Thomson Reuters Corp reported a lower quarterly profit and signaled that cutbacks by financial customers last year would continue to hurt revenue in 2010, sending its shares down 2 percent.
But the company also said net sales were positive in the fourth quarter, and it forecast a return to revenue growth in the second half of 2010. The impact of net sales on revenue is delayed because of the company's subscription model.
We've already seen the net sales picture improve significantly through the last quarter and into the first quarter of this year, Chief Executive Thomas Glocer said in an interview.
The company forecast 2010 revenue to be flat or slightly lower, and underlying free cash flow to be slightly down from 2009 as it continues to invest in new products and platforms.
Fourth-quarter underlying profit fell 16 percent to $661 million. Adjusted earnings per share slipped to 44 cents from 50 cents a year earlier, but this was a cent above the average Wall Street estimate, according to Thomson Reuters I/B/E/S.
Revenue from ongoing businesses, rose 1 percent to $3.35 billion, versus the average analyst forecast of $3.32 billion.
Excluding the impact of foreign exchange rates, revenue fell 3 percent.
The revenues were soft as expected. The earnings were maybe fractionally better, said Peter Appert, analyst at Piper Jaffray.
It's kind of a replay of what we've been seeing. The company's making very good progress in terms of the cost management side of the equation in the context of what's been a challenging environment.
Citi analyst Thomas Singlehurst characterized the company's outlook as solid. The most encouraging element is the commentary on net sales in the fourth quarter, which were evidently back in positive territory, he said.
We believe this sets the scene for a return to positive group organic revenue growth by the second half.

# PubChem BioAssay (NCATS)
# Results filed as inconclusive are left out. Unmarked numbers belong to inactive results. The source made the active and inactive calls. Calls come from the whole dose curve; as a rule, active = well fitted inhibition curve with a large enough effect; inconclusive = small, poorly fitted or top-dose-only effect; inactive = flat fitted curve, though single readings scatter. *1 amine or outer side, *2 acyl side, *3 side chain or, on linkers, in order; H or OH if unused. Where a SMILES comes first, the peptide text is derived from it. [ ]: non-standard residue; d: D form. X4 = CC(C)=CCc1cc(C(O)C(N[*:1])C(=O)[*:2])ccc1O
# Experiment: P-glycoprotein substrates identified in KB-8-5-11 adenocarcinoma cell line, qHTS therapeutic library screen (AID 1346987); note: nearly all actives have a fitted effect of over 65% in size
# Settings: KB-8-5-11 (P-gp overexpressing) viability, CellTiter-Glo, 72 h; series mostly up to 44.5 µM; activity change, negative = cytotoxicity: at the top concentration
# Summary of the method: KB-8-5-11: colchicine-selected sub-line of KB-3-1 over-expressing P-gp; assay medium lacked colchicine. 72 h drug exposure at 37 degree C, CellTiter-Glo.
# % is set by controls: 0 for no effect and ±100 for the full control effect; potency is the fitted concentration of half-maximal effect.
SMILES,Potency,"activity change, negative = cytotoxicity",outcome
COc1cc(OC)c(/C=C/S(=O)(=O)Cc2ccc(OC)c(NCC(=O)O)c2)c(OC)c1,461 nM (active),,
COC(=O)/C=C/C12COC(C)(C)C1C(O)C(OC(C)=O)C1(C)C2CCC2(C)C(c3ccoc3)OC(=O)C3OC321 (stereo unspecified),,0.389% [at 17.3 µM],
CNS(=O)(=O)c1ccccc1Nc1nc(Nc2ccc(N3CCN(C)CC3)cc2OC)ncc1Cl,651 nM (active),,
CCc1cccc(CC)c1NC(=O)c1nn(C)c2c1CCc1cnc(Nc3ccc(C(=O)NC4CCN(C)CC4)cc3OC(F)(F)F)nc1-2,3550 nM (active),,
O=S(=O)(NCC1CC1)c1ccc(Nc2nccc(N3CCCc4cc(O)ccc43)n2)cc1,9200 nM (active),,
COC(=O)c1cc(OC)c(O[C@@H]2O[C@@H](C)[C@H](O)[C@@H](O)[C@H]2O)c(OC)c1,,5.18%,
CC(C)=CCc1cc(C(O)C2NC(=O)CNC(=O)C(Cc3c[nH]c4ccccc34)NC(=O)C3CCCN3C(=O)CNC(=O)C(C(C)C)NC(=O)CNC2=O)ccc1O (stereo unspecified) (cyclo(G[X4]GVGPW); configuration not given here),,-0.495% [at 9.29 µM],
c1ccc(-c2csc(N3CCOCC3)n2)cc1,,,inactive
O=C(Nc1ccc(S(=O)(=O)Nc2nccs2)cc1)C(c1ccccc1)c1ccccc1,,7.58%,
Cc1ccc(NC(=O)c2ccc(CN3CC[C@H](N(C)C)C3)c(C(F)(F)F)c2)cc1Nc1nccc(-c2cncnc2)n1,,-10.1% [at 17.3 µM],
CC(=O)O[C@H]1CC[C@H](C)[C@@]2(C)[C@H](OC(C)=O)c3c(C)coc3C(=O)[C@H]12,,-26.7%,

MARKETS REV DOWN, PROFESSIONAL FLAT
Revenue in the Markets division, which serves financial industry customers and competes with companies such as Bloomberg LP and Rupert Murdoch's News Corp , fell 5 percent, excluding the impact of foreign exchange rates.
Revenue in the Professional division, which sells databases and other information reservoirs to lawyers, accountants, scientists and healthcare workers, rose 1 percent, excluding the impact of foreign exchange rates.
The legal unit, the largest part of the Professional division by revenue and operating profit, reported a 1 percent increase in revenue before currency adjustments.
Earlier on Wednesday, Dutch publisher Wolters Kluwer NV , which competes with Thomson Reuters in providing information services to healthcare professionals, lawyers and accountants, reported earnings that missed analysts expectations. Its shares fell 2.7 percent.
Last week, Reed Elsevier , the other big player in the sector, reported roughly flat 2009 sales and operating profit, citing weak demand for legal services in the corporate, government and academic sectors.
Glocer said he was confident that 2009 was the bottom of the sales cycle. I expect that we will return to revenue growth in the second half of 2010, he said in a statement.
He added that 2010 would be the final year of heavy integration spending in Markets.
The year ahead will also see the release of new products such as WestlawNext in Legal and Project Utah in Markets, as well as investments in emerging markets, and in the tax and accounting and healthcare divisions, he said.
These investments would have a short-term impact on the operating margin, but Glocer said he expected the margin to rebound in 2011.
Annualized savings from the April 2008 merger of Thomson Corp and Reuters Group Plc reached $1.1 billion last year, $300 million more than estimated when the deal closed.
The company also raised its 2011 annualized savings target by $200 million to $1.6 billion. It said $1.2 billion of that would come savings associated with integrating the company, and the rest from older savings programs.
The Thomson Reuters board approved a 4 cent-per-share increase in the annual dividend to $1.16 per share.
The New York-listed shares of the company fell 1.8 percent to $34.42 in early trading, while the Toronto shares fell 2.2 percent to C$36.27. The U.S. shares are up more than 50 percent from their 12-month low in March 2009. Reed Elsevier shares were down 0.10 percent in London trade.
(Reporting by Robert MacMillan and Tiffany Wu; Editing by Ted Kerr)